constructor(id: number) {
    this.id = id;
  }

  addProduct(productId: string): void {
    console.log(`Product ${productId} added to the physical order`);
  }
  addShippingAddres(address: string): void {
    console.log(`Shipping address ${address} added to the physical order`);
  }
}

/**
 * Payment object + Online variant
 */
class OnlinePayment implements Payment {
  addCreditCardNumber(ccNumber: number): void {
    console.log(`Credit card number ${ccNumber} added to the online payment`);
  }

  completePayment(order: OnlineOrder): boolean {
    console.log(`Payment completed for the online order ${order.id}`);
    return true;
  }
}

/**
 * Payment object + Physical variant
 */
class PhysicalPayment implements Payment {
  addCreditCardNumber(ccNumber: number): void {
    console.log(`Credit card number ${ccNumber} added to the physical payment`);
  }
  completePayment(order: PhysicalOrder): boolean {
    console.log(
      `Physical payment completed for the physical order ${order.id}`
    );
    return true;
  }
}
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3. Define the Abstract Factory which is an interface with a list of methods that will create the objects. These methods should have as a return type the interfaces of the products that we defined in the first step.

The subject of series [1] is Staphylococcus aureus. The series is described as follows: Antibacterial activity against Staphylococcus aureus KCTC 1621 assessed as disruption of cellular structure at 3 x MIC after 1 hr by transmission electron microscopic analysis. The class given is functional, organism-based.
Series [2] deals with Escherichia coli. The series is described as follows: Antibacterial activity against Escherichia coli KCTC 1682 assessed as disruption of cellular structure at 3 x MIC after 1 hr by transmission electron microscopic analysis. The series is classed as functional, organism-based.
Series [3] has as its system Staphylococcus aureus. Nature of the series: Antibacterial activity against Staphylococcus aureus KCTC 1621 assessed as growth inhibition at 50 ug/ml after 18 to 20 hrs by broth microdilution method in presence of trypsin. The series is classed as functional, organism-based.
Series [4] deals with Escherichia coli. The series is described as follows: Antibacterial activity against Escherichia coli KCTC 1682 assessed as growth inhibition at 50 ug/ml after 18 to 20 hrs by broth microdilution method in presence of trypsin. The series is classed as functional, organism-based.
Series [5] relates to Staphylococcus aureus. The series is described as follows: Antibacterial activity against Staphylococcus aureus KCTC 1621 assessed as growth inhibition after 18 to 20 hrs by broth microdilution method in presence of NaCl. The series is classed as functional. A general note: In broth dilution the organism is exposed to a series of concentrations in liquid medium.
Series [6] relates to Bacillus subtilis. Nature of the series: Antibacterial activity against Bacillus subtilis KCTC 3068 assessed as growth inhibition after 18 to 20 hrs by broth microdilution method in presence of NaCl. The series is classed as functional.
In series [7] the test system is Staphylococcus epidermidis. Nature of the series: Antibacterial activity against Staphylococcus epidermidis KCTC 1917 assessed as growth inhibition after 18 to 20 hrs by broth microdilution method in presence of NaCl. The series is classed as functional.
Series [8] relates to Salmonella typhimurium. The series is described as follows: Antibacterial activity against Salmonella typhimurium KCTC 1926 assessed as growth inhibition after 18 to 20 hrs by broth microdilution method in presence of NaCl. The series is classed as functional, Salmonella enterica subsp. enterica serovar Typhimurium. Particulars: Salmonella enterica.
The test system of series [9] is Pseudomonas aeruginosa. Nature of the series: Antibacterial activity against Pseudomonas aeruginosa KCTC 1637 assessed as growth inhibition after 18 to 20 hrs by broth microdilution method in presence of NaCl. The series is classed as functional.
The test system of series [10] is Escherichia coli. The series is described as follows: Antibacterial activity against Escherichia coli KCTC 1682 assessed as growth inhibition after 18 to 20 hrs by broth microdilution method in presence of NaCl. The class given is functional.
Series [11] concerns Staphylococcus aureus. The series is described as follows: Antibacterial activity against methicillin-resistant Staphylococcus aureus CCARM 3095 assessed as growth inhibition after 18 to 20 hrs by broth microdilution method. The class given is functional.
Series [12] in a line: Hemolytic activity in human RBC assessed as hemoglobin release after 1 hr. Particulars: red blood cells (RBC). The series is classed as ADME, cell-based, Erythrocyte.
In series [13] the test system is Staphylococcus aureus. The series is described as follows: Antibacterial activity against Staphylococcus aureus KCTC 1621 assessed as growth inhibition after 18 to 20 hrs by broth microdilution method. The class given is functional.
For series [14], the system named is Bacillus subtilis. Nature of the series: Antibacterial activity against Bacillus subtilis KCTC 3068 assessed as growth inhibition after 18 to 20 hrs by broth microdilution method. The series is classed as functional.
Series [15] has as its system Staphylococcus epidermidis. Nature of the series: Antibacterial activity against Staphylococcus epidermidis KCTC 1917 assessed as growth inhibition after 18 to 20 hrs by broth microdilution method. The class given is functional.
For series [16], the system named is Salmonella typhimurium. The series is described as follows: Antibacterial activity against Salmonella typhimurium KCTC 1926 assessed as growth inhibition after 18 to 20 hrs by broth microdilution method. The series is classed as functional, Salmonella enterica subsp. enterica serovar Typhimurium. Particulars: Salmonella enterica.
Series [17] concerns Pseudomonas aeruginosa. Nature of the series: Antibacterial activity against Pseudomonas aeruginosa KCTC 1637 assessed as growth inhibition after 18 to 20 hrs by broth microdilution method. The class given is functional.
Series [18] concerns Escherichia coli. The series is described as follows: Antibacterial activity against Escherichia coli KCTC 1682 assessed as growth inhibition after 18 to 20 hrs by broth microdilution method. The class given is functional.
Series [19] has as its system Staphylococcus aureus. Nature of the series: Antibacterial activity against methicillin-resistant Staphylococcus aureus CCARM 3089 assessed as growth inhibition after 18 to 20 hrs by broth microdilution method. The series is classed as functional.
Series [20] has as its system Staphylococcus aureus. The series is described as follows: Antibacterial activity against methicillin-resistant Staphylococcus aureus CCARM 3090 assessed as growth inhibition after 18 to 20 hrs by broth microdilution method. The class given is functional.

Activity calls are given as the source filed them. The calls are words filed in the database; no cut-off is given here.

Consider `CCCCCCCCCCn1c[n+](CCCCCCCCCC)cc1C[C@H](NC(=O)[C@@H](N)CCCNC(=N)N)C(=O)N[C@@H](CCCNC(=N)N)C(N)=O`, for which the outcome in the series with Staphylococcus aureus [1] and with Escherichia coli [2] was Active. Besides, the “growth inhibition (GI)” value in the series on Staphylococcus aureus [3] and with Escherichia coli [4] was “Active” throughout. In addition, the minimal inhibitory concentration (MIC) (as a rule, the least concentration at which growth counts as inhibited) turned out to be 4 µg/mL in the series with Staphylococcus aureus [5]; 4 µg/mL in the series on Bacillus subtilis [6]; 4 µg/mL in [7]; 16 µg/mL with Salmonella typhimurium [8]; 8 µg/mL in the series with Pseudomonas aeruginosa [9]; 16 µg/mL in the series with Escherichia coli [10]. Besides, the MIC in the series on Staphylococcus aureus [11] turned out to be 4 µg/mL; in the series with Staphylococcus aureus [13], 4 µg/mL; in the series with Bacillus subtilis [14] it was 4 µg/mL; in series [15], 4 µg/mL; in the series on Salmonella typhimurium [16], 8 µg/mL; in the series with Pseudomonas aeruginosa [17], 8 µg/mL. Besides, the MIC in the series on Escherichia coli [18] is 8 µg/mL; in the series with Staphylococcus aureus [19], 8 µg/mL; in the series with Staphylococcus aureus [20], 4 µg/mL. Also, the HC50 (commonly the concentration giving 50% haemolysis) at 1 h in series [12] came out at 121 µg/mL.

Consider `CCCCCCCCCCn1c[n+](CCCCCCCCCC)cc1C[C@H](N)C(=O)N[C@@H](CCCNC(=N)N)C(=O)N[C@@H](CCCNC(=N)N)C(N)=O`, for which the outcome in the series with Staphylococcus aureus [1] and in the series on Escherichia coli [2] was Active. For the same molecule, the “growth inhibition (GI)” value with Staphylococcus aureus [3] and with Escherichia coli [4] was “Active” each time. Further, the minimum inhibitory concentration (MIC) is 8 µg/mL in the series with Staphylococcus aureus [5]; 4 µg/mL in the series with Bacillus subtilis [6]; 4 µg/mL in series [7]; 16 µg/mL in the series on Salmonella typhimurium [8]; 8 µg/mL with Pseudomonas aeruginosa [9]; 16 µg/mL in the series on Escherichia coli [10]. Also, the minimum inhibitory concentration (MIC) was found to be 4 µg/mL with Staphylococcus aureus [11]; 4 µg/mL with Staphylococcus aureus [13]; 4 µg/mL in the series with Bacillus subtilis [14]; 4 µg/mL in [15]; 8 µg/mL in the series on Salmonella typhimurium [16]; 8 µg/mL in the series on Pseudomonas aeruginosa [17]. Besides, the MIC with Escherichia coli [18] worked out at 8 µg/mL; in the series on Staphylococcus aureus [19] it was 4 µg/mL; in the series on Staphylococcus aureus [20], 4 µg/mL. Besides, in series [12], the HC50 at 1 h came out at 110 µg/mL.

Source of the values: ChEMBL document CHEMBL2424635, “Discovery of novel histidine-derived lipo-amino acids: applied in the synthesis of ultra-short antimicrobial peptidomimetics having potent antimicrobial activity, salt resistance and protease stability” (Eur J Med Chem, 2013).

Our abstract factory has to define two methods: one to create orders and another one to create payments.

interface CommerceFactory {
  createOrder(id: number): Order;
  createPayment(): Payment;
}
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4. A new class that implements the Abstract Factory has to be created for each variant of the family of objects.

In our example we have to create one factory for the online variant and another one for the physical variant.

/**
 * Factory for the Online variant
 */
class OnlineCommerceFactory implements CommerceFactory {
  createOrder(id: number): Order {
    return new OnlineOrder(id);
  }

  createPayment(): Payment {
    return new OnlinePayment();
  }
}

/**
 * Factory for the Physical variant
 */
class PhysicalCommerceFactory implements CommerceFactory {
  createOrder(id: number): Order {
    return new PhysicalOrder(id);